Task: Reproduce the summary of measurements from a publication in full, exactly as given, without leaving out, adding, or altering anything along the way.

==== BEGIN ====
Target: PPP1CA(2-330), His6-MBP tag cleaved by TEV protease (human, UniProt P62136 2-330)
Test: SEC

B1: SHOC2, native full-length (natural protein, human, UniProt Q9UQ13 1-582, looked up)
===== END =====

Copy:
Target: PPP1CA(2-330), His6-MBP tag cleaved by TEV protease (human, UniProt P62136 2-330)
Test: SEC

B1: SHOC2, native full-length (natural protein, human, UniProt Q9UQ13 1-582, looked up)